Well, that's a surprise. Celtic went first. I think the breeder switched Celtic and Physion's due dates accidentally. I wasn't watching Celtic as closely as I was Physion, so she gave birth outside instead of in the shed. No big deal since it was dry. She picked a well-protected place to give birth and bonded well with them.
This one has a large underbite. Not "affects how she eats" large, I don't think, but definitely "don't want to breed that back in" large.
I was able to be out there only a few minutes after the birth so I got to do the Imprint Training that I wanted to try on my babies this year.
Imprint training is supposed to work wonders for precocial species like horses, zebras, llamas, and, I'm hoping, goats.
Since my momma goats raise their own babies, I don't get "bottle babies" - goats that will run you over when you come in their pen because they're so happy to see you, their "mom". Last year I had two different experiences with these non-bottle babies. My first goat whose babies were handled by me every day and my second goat (my current goat) who I bought back from a friend who didn't have the time for a goat.
My first goat's babies were friendly enough, had to be coaxed in every night, and worried me when it came to training for the milk stand later. One was a male, so that wasn't an issue, and one was a female that I didn't end up keeping because my second goat produced not only more milk but, more importantly, a better flavored milk so I was hoping to keep her baby girl.
My second goat was one that I'd sold to a friend right before she gave birth. She had twins, a male and a female. My friend kept the male and I took momma and baby girl. Unfortunately, by the time my friend realized she didn't have the time or inclination to milk the goat, the baby was a big ball of three month old crazy. I worked with her every day and never was able to get her to calm. After a month of daily handling she was as crazy as the day I got her. If you attached a lead rope to her collar, she would run and hit the end of it hard enough to throw her to the ground. And she'd do that until you took the rope off.
Because of these two experiences - friendly-but-needing-to-be-coaxed and completely-batshit-crazy - I wanted to try the imprint training that I'd heard of with horses. I wasn't willing to give up momma-raising.
So I got the book and read up on it. A few minutes after birth, long enough for her to have bonded with her babies, but not long enough for them to have gotten steady on their feet, I started the training.
The idea is to work with the babies soon enough after birth that they imprint on you as they would on another member of their herd - they trust you. I worked with one before she got up and the other after she'd been up for about thirty minutes (while I worked on the first). The first one was definitely easier. The second one fought a bit more.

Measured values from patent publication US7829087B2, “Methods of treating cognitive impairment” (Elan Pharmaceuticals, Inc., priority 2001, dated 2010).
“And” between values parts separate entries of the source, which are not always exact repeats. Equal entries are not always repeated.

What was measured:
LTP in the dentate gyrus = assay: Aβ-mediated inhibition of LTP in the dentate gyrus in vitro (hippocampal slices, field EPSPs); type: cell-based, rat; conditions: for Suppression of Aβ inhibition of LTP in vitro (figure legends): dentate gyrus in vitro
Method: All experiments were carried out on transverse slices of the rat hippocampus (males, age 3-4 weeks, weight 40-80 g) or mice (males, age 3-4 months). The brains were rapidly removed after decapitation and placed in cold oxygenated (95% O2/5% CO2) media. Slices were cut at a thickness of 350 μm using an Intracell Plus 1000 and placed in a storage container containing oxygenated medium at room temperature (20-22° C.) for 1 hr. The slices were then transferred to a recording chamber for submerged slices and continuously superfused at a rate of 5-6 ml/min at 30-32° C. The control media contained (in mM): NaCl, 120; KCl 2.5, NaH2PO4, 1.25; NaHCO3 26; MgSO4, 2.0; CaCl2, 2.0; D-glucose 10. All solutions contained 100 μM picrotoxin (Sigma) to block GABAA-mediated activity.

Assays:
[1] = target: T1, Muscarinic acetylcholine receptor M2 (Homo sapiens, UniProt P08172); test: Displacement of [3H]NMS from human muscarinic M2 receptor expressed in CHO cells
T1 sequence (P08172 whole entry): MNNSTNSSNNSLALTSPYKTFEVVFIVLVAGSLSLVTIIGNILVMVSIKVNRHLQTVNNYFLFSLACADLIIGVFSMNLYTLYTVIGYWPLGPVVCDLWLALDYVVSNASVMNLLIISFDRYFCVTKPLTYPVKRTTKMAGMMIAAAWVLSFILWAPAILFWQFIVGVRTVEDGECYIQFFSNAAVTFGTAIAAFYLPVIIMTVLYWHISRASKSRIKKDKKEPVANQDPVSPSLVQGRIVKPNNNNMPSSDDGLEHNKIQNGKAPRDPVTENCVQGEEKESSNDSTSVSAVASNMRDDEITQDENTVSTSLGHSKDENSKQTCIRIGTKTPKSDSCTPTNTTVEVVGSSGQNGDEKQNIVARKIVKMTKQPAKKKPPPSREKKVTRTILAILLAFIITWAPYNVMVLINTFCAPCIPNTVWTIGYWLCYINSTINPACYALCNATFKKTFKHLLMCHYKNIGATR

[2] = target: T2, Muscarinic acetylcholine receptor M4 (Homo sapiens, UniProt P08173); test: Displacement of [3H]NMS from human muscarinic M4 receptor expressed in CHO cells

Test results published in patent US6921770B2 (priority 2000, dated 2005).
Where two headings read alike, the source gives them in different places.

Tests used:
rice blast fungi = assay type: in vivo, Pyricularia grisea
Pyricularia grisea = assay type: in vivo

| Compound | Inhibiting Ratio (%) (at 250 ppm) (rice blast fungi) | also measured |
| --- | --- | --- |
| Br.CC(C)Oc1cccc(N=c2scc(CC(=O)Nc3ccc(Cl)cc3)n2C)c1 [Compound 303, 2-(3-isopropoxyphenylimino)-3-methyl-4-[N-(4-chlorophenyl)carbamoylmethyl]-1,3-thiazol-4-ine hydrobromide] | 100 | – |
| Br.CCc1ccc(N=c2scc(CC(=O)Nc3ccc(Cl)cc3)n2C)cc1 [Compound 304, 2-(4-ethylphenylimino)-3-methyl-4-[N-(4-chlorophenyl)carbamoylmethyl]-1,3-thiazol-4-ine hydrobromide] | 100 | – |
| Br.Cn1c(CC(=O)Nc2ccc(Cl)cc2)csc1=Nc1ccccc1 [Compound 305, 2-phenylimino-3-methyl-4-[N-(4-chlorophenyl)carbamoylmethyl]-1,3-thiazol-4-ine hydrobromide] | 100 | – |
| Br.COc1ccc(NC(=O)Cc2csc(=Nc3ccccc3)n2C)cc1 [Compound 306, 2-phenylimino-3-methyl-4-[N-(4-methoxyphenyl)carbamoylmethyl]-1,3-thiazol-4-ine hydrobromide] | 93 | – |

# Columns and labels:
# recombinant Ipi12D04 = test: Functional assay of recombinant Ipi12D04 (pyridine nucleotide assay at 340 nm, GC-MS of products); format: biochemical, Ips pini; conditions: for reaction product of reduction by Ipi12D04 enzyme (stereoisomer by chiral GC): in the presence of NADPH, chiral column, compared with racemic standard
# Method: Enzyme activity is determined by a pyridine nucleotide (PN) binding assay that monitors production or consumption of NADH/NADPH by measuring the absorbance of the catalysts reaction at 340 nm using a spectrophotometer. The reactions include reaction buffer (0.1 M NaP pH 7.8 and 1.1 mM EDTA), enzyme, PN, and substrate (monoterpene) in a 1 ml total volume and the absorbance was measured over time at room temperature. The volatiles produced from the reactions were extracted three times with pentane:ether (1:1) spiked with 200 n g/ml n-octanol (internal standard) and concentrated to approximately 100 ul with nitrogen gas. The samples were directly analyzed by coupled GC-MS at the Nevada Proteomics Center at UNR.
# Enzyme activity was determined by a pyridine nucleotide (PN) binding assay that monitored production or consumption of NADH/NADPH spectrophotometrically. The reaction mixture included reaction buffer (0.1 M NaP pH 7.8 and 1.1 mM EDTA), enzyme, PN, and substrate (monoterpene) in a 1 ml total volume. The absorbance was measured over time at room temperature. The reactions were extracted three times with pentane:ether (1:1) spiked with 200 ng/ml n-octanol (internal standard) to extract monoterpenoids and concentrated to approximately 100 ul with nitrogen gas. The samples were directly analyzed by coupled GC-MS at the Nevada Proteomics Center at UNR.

Imprint training is pretty simple, just time consuming. You touch the babies all over and if the baby struggles with a certain portion (like the legs), you keep the touching going until the struggling stops. This way you don't teach them to struggle and get away. With horses you do a lot more, working with things like their mouth (for a bit), their ears (for the halter/bridle), their back (for the saddle), etc. With my goats I worked with their face (for general handling), their legs and feet (for hoof care), and their udder area (for milking).
I left them out in the field for a few hours with their mom. She's a first time mom and I didn't want to put any undue strain on bonding by moving them around - Celtic was momma raised and is definitely a need-to-be-coaxed goat. After a few hours I went out to bring them in. Celtic moved away from me immediately, as expected, and seemed confused when - to my serious delight - the babies didn't move with her but looked at me like "Hi there! Good to see you again". I was worried for a bit because I want them to move away when they should - like from dogs.
I had to get Dan (my border collie) to stand about twenty feet behind Celtic to encourage her to move forward with me towards the shed. When the babies saw the dog they immediately went to their mother. When the sheep and horses came near them, they went to their mother. So we were on track. I was simply another goat to them. Not momma, but not danger either. Good enough.
I hope it holds.